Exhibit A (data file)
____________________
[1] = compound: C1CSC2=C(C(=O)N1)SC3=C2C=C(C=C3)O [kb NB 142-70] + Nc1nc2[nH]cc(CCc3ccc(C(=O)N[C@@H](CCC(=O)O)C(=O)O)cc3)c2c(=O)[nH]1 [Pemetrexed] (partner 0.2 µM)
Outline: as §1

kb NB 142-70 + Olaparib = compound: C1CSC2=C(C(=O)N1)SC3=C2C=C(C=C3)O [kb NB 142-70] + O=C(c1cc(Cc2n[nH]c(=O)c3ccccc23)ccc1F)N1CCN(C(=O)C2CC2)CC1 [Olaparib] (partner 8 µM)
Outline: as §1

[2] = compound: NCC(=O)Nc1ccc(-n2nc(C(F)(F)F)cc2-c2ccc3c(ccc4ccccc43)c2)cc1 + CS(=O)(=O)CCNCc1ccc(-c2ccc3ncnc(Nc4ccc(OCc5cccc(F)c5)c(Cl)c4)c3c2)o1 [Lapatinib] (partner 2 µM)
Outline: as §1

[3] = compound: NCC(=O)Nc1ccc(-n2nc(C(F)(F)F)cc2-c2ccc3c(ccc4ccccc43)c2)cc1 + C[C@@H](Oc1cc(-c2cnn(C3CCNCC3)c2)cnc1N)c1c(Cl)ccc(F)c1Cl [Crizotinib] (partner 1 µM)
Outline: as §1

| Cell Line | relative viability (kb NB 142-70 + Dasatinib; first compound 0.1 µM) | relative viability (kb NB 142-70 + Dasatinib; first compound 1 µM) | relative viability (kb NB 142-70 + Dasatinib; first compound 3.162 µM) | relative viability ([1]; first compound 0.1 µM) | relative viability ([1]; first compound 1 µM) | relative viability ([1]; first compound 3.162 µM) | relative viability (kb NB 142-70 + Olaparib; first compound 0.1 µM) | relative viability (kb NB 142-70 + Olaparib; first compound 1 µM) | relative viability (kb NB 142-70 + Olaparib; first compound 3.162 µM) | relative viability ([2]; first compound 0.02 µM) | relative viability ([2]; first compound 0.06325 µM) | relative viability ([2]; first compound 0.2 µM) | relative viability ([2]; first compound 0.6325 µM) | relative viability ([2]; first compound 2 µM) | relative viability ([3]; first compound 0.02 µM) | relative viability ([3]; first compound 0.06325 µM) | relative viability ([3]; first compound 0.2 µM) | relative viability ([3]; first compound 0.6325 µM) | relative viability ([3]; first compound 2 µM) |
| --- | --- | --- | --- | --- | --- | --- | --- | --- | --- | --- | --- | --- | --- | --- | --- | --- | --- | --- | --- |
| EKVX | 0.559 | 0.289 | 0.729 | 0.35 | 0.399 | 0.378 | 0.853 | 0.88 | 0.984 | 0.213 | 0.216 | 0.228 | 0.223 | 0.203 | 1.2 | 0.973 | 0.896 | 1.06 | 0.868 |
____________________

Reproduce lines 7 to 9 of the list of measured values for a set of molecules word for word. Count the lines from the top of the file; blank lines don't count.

[3] = compound: NCC(=O)Nc1ccc(-n2nc(C(F)(F)F)cc2-c2ccc3c(ccc4ccccc43)c2)cc1 + C[C@@H](Oc1cc(-c2cnn(C3CCNCC3)c2)cnc1N)c1c(Cl)ccc(F)c1Cl [Crizotinib] (partner 1 µM)
Outline: as §1

| Cell Line | relative viability (kb NB 142-70 + Dasatinib; first compound 0.1 µM) | relative viability (kb NB 142-70 + Dasatinib; first compound 1 µM) | relative viability (kb NB 142-70 + Dasatinib; first compound 3.162 µM) | relative viability ([1]; first compound 0.1 µM) | relative viability ([1]; first compound 1 µM) | relative viability ([1]; first compound 3.162 µM) | relative viability (kb NB 142-70 + Olaparib; first compound 0.1 µM) | relative viability (kb NB 142-70 + Olaparib; first compound 1 µM) | relative viability (kb NB 142-70 + Olaparib; first compound 3.162 µM) | relative viability ([2]; first compound 0.02 µM) | relative viability ([2]; first compound 0.06325 µM) | relative viability ([2]; first compound 0.2 µM) | relative viability ([2]; first compound 0.6325 µM) | relative viability ([2]; first compound 2 µM) | relative viability ([3]; first compound 0.02 µM) | relative viability ([3]; first compound 0.06325 µM) | relative viability ([3]; first compound 0.2 µM) | relative viability ([3]; first compound 0.6325 µM) | relative viability ([3]; first compound 2 µM) |